- 2 cups steamed parsnips
- 1 cup roasted spring onions
- 1 tbsp. olive oil
- pinch of salt
After heating the bone broth in a pan and steaming the parsnips, add all the ingredients into a food processor and blend.
This quick and easy AIP chicken dinner idea is inspired by Eat Something Delicious:
- 1 whole chicken
- 1 lb. frozen cubed sweet potato
- 2 tbsp. olive oil
- 1 tsp. salt
- 2 ¾ AIP-friendly herb blend (such as garlic and herbs)
- 1 lb. frozen broccoli
Arrange the frozen vegetables and chicken in a baking tray and season with the oil, salt, and herb blend.
Cover the tray with foil and roast in the oven for 45 minutes. Remove the foil and roast in the oven for a further 20 minutes, or so.
Carob chip bars for snacking
This tasty snack idea is from Angel Slice:
- 2 large ripe plantains
- ½ pumpkin
- 2 tbsp. tigernut flour
- ½ tsp. baking soda
- 3 tbsp. coconut butter
- ¼ coconut oil
- 2 tbsp. honey
- ¼ carob chips
Blend all ingredients except for carob chips in a food processor. Pour into a greased loaf pan and add in the carob chips. Bake for up to 50 minutes. The bars can be served with whipped coconut cream on top as an addition.
Does the AIP diet work?
The logic behind the AIP diet is that avoiding gut-irritating foods and eating nutrient-rich ones will reduce inflammation and heal any holes in the gut.
This is believed to reduce or prevent the immune system from attacking bodily tissues. In this way, the AIP diet aims to reduce the symptoms of autoimmune diseases. But what evidence is there that it works?
The link between gut health and autoimmune disease
Gut health may affect inflammatory diseases. The AIP diet attempts to treat such diseases with a specific diet.
There is some scientific evidence to support the link between gut health and inflammatory disease.
A 2012 study suggested bacterial growth in the gut might be linked to inflammatory and autoimmune diseases.
This study in 2014 notes that the gut wall is maintained by networks of proteins. It explains that inflammation affects how well the gut wall functions. It also notes that food allergies can make the gut wall more porous.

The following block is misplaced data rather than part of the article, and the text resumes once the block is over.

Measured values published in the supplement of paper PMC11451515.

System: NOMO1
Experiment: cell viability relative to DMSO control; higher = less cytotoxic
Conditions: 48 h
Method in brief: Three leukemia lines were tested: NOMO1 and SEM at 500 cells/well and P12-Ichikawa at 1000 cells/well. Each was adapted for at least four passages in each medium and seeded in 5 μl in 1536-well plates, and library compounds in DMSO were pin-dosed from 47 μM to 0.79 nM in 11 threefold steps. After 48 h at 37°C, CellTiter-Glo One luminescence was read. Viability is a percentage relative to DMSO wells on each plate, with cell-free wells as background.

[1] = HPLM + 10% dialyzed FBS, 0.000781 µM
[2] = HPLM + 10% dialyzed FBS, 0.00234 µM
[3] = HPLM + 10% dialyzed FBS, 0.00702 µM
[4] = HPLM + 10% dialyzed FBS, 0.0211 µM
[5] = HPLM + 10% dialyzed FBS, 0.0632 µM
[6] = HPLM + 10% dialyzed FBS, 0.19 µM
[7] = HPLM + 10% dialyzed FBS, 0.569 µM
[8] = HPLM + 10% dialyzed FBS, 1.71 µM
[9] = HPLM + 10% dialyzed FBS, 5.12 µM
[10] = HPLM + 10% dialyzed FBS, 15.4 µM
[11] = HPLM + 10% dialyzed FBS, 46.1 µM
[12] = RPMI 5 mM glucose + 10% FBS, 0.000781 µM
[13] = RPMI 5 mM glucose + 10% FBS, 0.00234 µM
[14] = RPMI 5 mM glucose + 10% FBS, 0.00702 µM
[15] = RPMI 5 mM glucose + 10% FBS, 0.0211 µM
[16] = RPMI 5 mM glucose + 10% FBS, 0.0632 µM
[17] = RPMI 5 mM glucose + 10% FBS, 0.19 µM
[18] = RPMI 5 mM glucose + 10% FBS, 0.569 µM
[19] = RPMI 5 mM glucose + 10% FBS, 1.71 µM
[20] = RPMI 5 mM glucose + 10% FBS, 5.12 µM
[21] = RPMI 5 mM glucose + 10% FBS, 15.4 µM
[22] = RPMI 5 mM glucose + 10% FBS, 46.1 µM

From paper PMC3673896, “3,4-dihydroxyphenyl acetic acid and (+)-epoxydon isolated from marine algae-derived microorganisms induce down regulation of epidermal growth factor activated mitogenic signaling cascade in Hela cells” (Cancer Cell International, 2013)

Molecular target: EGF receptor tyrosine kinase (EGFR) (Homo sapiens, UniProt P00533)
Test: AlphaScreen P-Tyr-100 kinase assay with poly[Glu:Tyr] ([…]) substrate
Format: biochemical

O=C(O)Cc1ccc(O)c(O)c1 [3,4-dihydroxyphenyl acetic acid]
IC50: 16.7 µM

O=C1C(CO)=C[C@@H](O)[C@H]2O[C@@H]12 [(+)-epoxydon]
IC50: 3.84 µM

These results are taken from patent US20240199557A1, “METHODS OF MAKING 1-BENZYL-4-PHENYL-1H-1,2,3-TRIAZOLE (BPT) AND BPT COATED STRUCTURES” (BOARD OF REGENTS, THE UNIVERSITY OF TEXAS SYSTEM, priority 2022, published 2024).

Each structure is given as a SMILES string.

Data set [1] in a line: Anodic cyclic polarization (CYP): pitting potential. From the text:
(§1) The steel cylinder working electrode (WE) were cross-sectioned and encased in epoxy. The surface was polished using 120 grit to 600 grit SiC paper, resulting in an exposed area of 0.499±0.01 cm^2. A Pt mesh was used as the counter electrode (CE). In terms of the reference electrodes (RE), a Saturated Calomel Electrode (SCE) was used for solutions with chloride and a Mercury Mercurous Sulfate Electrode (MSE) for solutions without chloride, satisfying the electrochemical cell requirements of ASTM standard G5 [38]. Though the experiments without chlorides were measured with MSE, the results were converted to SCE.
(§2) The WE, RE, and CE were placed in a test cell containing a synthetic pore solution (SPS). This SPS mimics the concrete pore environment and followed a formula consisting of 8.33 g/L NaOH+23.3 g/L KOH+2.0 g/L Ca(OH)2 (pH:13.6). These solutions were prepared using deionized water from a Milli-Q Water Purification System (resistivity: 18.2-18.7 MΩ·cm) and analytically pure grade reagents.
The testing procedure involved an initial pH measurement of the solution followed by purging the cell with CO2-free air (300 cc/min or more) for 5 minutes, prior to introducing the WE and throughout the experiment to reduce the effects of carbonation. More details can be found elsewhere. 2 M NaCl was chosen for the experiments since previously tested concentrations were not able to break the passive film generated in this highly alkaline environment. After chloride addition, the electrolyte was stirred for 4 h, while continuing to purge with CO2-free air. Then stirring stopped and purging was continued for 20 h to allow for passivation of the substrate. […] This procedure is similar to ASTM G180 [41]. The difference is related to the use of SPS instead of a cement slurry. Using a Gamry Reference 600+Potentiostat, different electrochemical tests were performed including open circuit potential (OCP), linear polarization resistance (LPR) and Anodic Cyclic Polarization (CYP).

The study concludes that problems with the gut wall are associated with autoimmune diseases. This goes some way to support the idea of the “leaky gut” proposed by supporters of the AIP diet.
However, the study adds that more research is needed to confirm that gut wall dysfunction is a primary risk factor in the development of inflammatory disease.
The AIP diet and autoimmune disease symptom reduction
A 2017 study found that eliminating certain foods as part of the AIP diet can improve symptoms of the autoimmune disease inflammatory bowel disease (IBD).
This is one of the first clinical studies into the effectiveness of AIP diet. Further studies are required to support claims that it can reduce symptoms of other autoimmune diseases.
Research suggests that autoimmune diseases may be linked to how porous the gut wall may be.
It follows that a diet that promotes gut health may be beneficial for those with autoimmune diseases. There is evidence that one such regime, the AIP diet, may reduce symptoms of the autoimmune disease IBD.
More research is needed to say with certainty that the AIP diet can improve symptoms of all autoimmune diseases. However, the AIP diet is a healthful diet that people with autoimmune diseases may find beneficial. This diet may also reduce the need for certain medications or high dosages.
Anyone with an autoimmune disease looking to try the AIP diet should discuss this with their doctor.